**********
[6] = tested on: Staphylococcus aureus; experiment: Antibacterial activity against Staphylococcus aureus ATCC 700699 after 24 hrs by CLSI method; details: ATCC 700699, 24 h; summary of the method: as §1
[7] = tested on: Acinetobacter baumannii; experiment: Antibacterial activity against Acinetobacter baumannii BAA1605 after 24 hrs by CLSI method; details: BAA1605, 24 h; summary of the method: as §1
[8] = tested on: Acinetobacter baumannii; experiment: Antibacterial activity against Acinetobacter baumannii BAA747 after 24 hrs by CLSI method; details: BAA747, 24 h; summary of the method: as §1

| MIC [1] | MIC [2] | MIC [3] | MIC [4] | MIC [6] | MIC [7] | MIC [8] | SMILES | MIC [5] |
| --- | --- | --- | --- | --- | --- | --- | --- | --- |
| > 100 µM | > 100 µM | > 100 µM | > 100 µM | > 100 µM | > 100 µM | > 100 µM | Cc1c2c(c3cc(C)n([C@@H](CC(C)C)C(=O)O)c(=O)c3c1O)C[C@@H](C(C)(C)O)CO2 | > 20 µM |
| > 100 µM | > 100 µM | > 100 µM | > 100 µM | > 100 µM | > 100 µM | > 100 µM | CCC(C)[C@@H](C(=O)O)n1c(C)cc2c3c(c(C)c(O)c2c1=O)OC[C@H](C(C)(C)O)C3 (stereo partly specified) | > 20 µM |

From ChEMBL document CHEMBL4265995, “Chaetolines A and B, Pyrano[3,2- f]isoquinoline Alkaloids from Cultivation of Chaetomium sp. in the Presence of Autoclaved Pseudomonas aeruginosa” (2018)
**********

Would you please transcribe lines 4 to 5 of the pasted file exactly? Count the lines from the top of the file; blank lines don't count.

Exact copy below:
| MIC [1] | MIC [2] | MIC [3] | MIC [4] | MIC [6] | MIC [7] | MIC [8] | SMILES | MIC [5] |
| --- | --- | --- | --- | --- | --- | --- | --- | --- |